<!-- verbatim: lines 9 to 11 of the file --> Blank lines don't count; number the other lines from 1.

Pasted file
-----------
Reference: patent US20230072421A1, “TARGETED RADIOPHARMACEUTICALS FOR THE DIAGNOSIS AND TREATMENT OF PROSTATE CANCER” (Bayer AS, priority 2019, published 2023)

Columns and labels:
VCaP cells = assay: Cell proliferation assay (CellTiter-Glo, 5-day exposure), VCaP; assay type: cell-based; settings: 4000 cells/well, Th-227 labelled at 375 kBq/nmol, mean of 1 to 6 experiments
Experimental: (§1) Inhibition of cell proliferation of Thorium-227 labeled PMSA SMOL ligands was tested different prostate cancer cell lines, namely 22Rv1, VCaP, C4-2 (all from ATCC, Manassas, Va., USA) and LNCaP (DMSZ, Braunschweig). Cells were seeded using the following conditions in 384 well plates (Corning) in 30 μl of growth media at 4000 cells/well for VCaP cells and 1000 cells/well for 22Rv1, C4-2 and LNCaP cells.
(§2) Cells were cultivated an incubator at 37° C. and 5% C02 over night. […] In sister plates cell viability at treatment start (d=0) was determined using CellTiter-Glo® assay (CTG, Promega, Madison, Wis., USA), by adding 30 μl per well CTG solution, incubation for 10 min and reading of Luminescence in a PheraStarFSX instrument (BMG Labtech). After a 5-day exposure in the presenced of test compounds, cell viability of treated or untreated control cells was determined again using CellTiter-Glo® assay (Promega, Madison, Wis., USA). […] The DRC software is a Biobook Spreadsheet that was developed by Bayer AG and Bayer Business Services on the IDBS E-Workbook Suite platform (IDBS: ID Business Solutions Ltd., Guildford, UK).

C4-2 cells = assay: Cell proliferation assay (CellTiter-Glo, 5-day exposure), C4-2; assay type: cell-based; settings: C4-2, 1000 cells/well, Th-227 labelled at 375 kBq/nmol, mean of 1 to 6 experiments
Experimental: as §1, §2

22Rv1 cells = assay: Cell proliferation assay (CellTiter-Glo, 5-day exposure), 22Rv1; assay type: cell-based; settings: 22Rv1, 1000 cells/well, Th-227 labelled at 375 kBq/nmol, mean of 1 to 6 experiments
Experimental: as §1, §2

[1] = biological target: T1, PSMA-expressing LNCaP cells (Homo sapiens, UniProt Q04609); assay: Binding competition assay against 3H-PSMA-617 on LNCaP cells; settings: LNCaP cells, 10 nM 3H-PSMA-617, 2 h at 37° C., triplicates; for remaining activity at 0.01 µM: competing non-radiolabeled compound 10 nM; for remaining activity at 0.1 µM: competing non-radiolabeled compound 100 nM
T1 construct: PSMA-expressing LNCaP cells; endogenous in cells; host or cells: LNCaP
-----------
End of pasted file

Experimental: as §1, §2

[1] = biological target: T1, PSMA-expressing LNCaP cells (Homo sapiens, UniProt Q04609); assay: Binding competition assay against 3H-PSMA-617 on LNCaP cells; settings: LNCaP cells, 10 nM 3H-PSMA-617, 2 h at 37° C., triplicates; for remaining activity at 0.01 µM: competing non-radiolabeled compound 10 nM; for remaining activity at 0.1 µM: competing non-radiolabeled compound 100 nM
T1 construct: PSMA-expressing LNCaP cells; endogenous in cells; host or cells: LNCaP